And Rev. Troy Perry ceremoniously married more than two thousand couples in front of the IRS headquarters. Marriage, at that time, seemed like a pipe dream to many LGBT people and activists. Still, in spite of opposition from moderates, Smith and her co-directors voiced their support.

Underscoring the arch of history and recognizing brave leadership on LGBT rights—the event honored longtime community ally, California Lt. Gov. Gavin Newsom, a candidate for governor this November. Event sponsor Nixon Peabody, LLP, represented by Tom Gaynor, Managing Partner of the firm’s San Francisco office, and Tony Varona, vice dean and professor at the American University Washington College of Law, wanted to honor Newsom for his courage in having supported same-sex marriage before it was popular or politically expedient.

Tom Gaynor, Managing Partner of Nixon Peabody, LLP’s San Francisco office.

As mayor of San Francisco, Newsom ordered the city-county clerk to issue marriage licenses to gay and lesbian couples in 2004. He spoke at a breakfast reception, then addressed the panel audience via videotape due to a last-minute obligation.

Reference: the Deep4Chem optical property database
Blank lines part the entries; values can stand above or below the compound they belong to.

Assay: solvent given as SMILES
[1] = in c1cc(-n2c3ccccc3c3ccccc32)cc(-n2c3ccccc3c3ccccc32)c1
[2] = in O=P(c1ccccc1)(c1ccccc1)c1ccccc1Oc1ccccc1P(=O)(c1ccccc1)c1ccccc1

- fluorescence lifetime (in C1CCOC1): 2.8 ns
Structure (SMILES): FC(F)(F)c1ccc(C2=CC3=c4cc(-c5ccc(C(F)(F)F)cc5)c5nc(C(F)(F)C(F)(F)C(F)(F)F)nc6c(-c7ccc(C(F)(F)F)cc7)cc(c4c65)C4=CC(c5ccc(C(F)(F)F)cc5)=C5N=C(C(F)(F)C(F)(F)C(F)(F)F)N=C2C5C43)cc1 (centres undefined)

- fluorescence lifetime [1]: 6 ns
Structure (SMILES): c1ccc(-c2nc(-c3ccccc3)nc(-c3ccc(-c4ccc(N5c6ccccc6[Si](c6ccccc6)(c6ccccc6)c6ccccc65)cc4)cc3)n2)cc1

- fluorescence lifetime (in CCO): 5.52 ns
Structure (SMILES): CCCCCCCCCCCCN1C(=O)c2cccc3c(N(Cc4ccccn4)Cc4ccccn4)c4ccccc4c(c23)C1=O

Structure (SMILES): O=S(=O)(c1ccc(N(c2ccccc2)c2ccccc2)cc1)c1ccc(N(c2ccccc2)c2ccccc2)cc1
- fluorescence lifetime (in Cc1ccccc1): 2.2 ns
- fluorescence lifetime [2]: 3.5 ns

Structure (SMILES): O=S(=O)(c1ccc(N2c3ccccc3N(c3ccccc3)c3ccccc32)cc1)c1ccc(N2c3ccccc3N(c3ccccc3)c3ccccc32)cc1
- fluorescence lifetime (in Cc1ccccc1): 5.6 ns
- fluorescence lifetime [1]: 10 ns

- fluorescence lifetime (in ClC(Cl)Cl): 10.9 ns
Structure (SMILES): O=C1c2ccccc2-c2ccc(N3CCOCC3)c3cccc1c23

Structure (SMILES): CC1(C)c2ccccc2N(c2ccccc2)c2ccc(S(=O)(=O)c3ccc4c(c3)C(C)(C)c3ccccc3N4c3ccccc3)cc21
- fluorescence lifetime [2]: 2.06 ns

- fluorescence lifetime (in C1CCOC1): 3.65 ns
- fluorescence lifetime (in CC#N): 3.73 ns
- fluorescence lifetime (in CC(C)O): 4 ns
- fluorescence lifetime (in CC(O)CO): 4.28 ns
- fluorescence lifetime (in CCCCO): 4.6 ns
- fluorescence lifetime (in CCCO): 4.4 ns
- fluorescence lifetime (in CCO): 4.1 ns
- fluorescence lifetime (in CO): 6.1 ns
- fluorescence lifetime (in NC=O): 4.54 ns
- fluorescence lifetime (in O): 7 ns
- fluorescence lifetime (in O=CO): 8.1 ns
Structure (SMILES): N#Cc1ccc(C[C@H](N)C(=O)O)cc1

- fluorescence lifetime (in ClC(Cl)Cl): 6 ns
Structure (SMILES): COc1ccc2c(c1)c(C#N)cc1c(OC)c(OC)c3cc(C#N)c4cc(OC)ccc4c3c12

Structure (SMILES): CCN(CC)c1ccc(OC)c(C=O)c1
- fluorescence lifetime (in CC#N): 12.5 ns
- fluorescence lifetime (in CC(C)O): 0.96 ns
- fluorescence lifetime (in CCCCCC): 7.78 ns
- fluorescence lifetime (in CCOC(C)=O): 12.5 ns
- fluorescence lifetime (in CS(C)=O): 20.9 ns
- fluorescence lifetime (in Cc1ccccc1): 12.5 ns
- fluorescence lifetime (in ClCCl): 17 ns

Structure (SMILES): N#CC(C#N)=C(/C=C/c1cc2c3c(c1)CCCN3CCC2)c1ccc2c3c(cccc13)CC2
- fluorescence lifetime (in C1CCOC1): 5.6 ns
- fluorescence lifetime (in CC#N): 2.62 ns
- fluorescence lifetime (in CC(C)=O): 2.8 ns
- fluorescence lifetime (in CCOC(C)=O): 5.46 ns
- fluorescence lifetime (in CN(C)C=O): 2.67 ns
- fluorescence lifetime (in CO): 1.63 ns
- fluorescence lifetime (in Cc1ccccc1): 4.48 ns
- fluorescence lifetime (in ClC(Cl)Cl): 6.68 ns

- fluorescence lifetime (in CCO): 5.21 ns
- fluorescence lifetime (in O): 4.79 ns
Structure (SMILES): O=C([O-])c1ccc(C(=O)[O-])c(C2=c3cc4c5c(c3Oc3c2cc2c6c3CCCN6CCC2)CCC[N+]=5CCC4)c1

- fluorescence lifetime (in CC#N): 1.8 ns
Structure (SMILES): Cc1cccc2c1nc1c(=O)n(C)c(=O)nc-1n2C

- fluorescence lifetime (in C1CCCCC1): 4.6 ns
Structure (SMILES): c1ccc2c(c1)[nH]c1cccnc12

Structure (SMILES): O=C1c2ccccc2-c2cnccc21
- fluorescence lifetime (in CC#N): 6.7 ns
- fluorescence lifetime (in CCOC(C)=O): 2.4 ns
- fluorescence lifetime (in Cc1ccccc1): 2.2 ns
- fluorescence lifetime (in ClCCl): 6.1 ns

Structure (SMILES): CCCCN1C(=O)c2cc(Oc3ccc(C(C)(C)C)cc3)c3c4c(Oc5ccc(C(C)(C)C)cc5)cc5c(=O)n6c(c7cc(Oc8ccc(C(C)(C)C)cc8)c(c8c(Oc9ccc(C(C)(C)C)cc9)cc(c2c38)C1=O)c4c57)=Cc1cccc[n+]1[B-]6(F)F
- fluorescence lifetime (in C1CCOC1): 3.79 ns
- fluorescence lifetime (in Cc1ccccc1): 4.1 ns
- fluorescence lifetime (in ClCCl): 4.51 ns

Lt. Gov. Gavin Newsom

Panelists suggested the same bold, forward-thinking approach to LGBT civil rights was evinced in the expansive 1993 March platform that called for protection from discrimination, more money for AIDS research and full civil rights for women and racial/ethnic minorities.

A collegial spirit was fundamental from the beginning stages of planning the march said Smith, who explained how the four co-chairs demanded racial justice and justice for women be included in the platform, despite pushback from activists who would have preferred a narrower agenda. Theirs was an intersectional approach that built on the 1987 March on Washington for Lesbian and Gay Rights, an approach that drew a tenfold increase in participants from across the country.

The presence of marchers from areas outside major urban metropolises is credited with having helped to change the culture.

Cecelia Chung, senior director of strategic projects at the Transgender Law Center, with James Loduca, Director of Equality Programs, Salesforce

The 1993 March offered, in addition to social and political change, moments of personal discovery and joy. Many people came out of the closet for the first time there on the streets of Washington. Smith remembered watching a straight couple gradually realize, as they were surrounded by LGBT marchers, that they were in the minority. “They stopped holding hands,” she said, laughing, “and then we told them it was okay!”